Tottenham fans were promised a fresh start at the beginning of the 2023/24 season, but few could have expected results and atmosphere to be so good under new head coach Ange Postecoglou.
Coming off the back of their worst Premier League finish in 14 years with coach Antonio Conte throwing players under the bus and his subsequent replacement Cristian Stellini looking completely out of his depth, talisman Harry Kane saw little cause for optimism at Spurs before jetting over to Bayern Munich for a fresh start.
Tottenham have started the season well, even if they've lost the chance to claim a trophy in the shape of the Carabao Cup - honestly, what's the point in playing when that prize is off the table? - and new boss Postecoglou has managed to instil the best style of play since the peak days of Mauricio Pochettino.
But how has the Greek-Australian turned things around in north London, so much so that Spurs arguably look better without hometown hero Kane?
How Tottenham relied on Harry Kane under Jose Mourinho and Antonio Conte
When Tottenham ushered Pochettino out of the door in late 2019, little did they know they were sacrificing attacking intent for Mourinho and Conte-ball, both of which looked well past their sell-by dates during their stints as manager.
For both bosses' love of defence-first football, the degeneration at the back was startling. After conceding 39 league goals in 2018/19, Spurs have recorded season hauls of 47, 45, 40 and 63 in each campaign since. Last season in particular, where Tottenham fell apart in defence, proved to be the final straw for Kane.
The 63 goals conceded came in sometimes horrendous fashion. In fact, their expected goals against (xGA) only stood around 52, significantly fewer than the actual goals they ended up conceding.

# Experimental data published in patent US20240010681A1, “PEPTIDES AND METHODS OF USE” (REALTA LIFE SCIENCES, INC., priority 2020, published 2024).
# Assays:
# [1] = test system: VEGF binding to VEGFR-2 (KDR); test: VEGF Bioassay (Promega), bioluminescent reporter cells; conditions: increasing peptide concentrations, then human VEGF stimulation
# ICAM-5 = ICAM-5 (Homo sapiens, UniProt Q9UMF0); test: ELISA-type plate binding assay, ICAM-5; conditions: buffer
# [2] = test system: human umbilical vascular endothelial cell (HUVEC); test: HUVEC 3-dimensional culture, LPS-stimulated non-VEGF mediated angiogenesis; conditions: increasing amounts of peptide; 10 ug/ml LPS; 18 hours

The England captain's 30 goals, which included 12 in his last 12 games, led Tottenham to an eighth-place finish. The season before he had played second fiddle to Son Heung-min with 17 goals and nine assists, but that was still enough for Kane to stick around for a full campaign with Antonio Conte that didn't quite last for a full campaign.
Tottenham over-performed in expected goals (xG) last season by more than 12 strikes, having only netted one more than expected in 2021/22. Only Son (10) hit double figures after Kane, with Rodrigo Bentancur and Pierre-Emile Hojbjerg netting five and four goals respectively.
Spurs managed to huff and puff their way through games early during the 2022/23 season despite the team's lack of adaptation to Conte's methods, even though they had stormed into the top four in 2021/22. Kane tasked himself with adding new facets to his game and that helped his goal tallies with Tottenham remain high, but there was little sign of innovation elsewhere.
How Tottenham have improved under Ange Postecoglou since Harry Kane's exit
Seemingly every part of the pitch has received a shot in the arm from Postecoglou's arrival.
In Guglielmo Vicario they have a goalkeeper who has so far avoided throwing the ball into his own net - Hugo Lloris made four mistakes which led to goals in 2022/23, leading the division in that negative metric.
The most striking difference is out wide. Whereas Conte's wing-backs remained pinned to the areas of their manager's choosing, Destiny Udogie and Pedro Porro are seen regularly in midfield and central attacking areas, offering more space for key creative outlets in deeper positions.
The pair's ease in possession helps the likes of Yves Bissouma and James Maddison play passes to move Tottenham higher up the pitch, while the forward runs of Pape Matar Sarr have caused havoc in opposition defences.
The end result is a team with a clear identity that knows how to score goals. In previous years, Spurs have been so creatively limited that giving the ball to Kane and hoping for the best became their only port of call.
While his magic alongside Son's ruthless finishing fired the Lilywhites to fourth in 2021/22, the subsequent campaign delivered attacking football that ranged from chaotic to aimless, with no promising patterns emerging.
Maddison has since taken up that creative role to great effect and with a system in place that suits his ambitious play style, Tottenham are now a more dangerous team in all areas in the pitch, a large contrast to 2022/23 when Kane shouldered the goalscoring burden on his own.